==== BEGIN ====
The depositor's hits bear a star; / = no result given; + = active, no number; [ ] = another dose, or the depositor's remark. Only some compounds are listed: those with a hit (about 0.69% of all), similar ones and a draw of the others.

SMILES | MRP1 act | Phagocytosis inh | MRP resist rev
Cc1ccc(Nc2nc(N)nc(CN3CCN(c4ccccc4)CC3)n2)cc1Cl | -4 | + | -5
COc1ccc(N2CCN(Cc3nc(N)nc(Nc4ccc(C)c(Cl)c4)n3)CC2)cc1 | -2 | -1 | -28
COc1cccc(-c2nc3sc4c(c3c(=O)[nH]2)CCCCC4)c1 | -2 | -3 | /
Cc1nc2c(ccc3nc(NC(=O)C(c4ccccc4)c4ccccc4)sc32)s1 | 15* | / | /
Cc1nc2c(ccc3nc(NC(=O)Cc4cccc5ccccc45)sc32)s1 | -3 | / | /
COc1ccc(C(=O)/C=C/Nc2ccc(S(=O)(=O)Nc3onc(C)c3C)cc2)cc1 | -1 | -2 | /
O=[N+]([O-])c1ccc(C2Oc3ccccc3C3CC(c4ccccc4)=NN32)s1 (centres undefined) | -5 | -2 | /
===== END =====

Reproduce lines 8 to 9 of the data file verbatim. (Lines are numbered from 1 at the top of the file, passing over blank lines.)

COc1ccc(C(=O)/C=C/Nc2ccc(S(=O)(=O)Nc3onc(C)c3C)cc2)cc1 | -1 | -2 | /
O=[N+]([O-])c1ccc(C2Oc3ccccc3C3CC(c4ccccc4)=NN32)s1 (centres undefined) | -5 | -2 | /